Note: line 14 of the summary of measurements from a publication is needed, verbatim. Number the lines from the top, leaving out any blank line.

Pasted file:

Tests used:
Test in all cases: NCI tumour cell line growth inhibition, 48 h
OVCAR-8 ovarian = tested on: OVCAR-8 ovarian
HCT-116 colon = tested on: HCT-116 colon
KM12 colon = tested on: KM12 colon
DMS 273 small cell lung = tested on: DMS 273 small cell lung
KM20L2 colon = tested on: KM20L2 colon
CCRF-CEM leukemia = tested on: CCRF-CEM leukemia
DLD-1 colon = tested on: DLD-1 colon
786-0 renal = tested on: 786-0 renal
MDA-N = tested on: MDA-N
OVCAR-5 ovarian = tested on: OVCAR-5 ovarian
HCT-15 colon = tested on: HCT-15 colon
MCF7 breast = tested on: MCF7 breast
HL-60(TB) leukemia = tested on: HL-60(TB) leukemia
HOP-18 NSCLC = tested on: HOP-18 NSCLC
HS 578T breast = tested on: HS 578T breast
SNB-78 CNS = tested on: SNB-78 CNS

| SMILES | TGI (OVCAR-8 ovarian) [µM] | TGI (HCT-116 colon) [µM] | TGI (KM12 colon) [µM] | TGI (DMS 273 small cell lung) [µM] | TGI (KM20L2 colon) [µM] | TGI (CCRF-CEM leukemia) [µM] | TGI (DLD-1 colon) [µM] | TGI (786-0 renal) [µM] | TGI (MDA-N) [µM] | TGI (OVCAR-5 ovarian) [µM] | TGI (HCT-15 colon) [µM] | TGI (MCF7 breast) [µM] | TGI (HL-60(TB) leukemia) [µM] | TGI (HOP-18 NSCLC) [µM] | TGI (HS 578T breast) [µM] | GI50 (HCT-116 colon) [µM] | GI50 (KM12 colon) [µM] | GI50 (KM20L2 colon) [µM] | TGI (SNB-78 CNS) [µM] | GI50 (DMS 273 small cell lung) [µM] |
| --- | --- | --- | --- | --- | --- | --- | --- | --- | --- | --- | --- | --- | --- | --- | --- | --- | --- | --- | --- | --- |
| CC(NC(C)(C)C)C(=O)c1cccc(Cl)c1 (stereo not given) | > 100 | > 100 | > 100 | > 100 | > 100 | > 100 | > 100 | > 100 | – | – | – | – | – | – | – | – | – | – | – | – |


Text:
MCF7 breast = tested on: MCF7 breast